How-To Spot Codependency in Recovery (plus a codependent test!)

CodependencyCodependency is a word that defines addictive behavior. In recovery, an addict may be able to become less reliant on drugs and alcohol to cope with life’s challenges. However, they could reach for someone close to them when life gets difficult. If you are constantly working hard to keep your own life in order, taking on a codependent relationship with an addict may be more than you can handle. And if you feel that way – you’re not alone!

Many people have experienced a codependent person. A codependent personality type is such that the person will enable others with their behavior and have trouble setting clear boundaries. For a person with codependency, fear of losing relationships, especially important ones like those within the family system can cause large amounts of stress. The fear can become so great that it overpowers the foundation of the family structure, which may need reinforcements to stabilize the family system again.  

How Can I Know if I’m in a Codependent Relationship?

Here is a simple test to know if you are in a codependent relationship:

  • Did you ever lose time from work due to your relationship with an addicted person?
  • Have your relationships ever made your life unhappy?
  • Have your relationships ever affected your reputation?
  • Have you ever felt remorse after manipulating a situation?
  • Did you ever control situations to get money to pay debts or household bills or to otherwise solve financial difficulties that belong to someone else?
  • Has your involvement in a relationship caused a decrease in your personal ambition or efficiency?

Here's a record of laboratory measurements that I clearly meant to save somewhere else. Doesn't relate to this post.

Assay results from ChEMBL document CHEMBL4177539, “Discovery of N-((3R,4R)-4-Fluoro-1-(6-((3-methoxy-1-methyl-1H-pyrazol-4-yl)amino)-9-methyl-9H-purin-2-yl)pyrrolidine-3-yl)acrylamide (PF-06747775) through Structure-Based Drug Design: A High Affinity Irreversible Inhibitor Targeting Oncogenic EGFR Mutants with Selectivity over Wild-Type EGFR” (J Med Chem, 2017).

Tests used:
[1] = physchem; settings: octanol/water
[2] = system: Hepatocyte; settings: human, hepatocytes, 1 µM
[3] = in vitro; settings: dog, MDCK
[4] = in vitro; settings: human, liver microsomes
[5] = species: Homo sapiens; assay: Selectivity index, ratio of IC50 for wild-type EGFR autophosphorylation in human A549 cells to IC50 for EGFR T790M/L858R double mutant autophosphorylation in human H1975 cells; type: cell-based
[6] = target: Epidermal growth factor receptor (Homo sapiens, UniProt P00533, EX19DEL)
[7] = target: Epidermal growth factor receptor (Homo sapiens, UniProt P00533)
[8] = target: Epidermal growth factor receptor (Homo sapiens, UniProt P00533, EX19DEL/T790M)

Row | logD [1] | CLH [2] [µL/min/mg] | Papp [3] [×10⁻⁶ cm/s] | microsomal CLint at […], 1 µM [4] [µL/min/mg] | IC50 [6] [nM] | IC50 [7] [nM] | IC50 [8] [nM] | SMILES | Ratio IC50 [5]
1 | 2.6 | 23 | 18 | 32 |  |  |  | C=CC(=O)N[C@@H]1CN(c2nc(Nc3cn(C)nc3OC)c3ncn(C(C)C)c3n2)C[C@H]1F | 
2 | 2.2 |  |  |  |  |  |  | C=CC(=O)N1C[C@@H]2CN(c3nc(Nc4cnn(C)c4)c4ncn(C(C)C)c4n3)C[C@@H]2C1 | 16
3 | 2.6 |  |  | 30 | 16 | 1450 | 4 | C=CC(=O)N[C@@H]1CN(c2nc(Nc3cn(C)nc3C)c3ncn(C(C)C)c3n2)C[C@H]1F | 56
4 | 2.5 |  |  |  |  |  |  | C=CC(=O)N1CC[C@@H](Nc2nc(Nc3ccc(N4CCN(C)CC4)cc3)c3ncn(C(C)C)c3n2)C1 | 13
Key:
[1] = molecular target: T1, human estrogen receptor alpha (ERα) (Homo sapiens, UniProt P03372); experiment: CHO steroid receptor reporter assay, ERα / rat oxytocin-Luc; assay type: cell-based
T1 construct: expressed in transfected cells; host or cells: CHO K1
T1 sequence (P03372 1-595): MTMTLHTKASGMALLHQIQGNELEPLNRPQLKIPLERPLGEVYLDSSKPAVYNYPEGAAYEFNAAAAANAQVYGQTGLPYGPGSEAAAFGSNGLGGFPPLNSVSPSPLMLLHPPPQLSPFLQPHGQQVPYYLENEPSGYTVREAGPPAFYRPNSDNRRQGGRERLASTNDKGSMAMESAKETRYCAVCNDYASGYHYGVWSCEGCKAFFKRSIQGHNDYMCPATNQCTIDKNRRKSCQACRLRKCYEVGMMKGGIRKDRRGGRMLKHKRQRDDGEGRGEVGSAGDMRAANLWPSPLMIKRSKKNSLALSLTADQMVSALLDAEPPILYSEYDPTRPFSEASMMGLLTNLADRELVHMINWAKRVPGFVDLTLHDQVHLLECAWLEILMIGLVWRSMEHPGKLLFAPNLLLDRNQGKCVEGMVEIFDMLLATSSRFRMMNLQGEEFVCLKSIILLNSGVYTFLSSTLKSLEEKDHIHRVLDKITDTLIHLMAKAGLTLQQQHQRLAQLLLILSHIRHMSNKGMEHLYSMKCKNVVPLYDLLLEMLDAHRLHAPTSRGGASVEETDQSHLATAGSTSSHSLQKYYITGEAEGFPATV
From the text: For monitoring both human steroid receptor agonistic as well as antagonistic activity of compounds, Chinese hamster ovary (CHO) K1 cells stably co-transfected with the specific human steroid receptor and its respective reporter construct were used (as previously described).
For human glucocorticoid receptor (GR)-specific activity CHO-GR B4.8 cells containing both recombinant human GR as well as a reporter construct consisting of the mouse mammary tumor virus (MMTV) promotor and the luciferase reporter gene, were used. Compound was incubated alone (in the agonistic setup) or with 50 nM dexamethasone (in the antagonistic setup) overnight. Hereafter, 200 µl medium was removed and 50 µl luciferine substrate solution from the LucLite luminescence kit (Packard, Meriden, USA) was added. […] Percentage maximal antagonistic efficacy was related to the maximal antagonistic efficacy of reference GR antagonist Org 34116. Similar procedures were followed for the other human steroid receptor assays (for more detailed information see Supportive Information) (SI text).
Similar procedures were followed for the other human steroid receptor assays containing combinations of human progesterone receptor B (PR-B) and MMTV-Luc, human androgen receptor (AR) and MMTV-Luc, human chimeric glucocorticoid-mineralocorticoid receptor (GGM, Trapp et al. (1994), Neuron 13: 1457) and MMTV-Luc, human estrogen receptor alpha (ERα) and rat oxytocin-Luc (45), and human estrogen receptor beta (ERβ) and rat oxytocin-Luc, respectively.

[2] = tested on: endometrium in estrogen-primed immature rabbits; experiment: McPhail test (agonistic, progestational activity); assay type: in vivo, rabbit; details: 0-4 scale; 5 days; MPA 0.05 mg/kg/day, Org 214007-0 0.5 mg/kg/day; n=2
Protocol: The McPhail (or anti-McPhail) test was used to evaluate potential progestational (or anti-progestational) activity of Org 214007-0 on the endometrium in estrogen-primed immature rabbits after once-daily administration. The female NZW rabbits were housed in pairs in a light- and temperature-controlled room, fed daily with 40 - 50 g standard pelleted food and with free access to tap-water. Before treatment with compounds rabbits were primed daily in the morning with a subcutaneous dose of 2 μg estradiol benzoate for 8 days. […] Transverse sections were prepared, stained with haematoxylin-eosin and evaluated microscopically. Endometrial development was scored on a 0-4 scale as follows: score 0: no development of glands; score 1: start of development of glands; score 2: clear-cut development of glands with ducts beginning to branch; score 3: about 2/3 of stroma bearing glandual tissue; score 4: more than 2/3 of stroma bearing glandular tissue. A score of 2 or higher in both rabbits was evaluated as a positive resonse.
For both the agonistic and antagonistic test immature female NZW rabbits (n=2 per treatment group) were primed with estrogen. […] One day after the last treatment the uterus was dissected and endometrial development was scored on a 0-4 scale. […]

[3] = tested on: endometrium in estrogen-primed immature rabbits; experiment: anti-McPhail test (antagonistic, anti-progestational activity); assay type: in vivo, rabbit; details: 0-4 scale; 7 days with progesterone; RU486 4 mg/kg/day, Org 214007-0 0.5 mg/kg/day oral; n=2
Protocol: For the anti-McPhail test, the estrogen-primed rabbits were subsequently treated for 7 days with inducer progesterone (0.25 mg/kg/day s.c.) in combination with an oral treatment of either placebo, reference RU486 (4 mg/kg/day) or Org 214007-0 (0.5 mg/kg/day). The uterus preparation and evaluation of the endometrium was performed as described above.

• After a fight or disagreement, have you ever felt you must “get even?”
  • After winning an argument, have you ever had a strong urge to restate your point?
  • Did you often stay in a relationship until your last hope was gone?
  • Did you ever borrow money to finance another person’s addiction or associated crisis?
  • Have you ever sold anything to finance another person’s addiction or associated crisis?
  • Were you ever reluctant to purchase necessary items because it might cause a disagreement?
  • Did your relationships ever make you care less for your welfare or that of your family?
  • Did you ever stay in a degrading or dangerous situation longer than you planned?
  • Have you ever dragged old hurts into discussions about current items?
  • Have you ever committed, or considered committing, an illegal act to finance someone’s addiction?
  • Did your relationships cause you to have difficulty in sleeping?
  • Did arguments, disappointments or frustrations ever create within you an urge to change someone else?
  • Did you ever have an idea that if loved ones would only see things your way, life would be much better?
  • Have you ever considered self-destructive acts (such as suicide or self-harm) as a result of your reactions or relationships?

Write the answers down to these questions in a notebook. Long answers are ok! And then count up your Yes, and No responses. Answering “Yes” to five or more of these 20 Questions for Codependents indicates that you are in a codependent relationship.

How Healing Happens

The how and why of the healing process from a codependent relationship may include facing the consequences of using drugs or alcohol head on. This could harm the relationships within families, workplaces, or any other place an addict has caused harm with their behavior.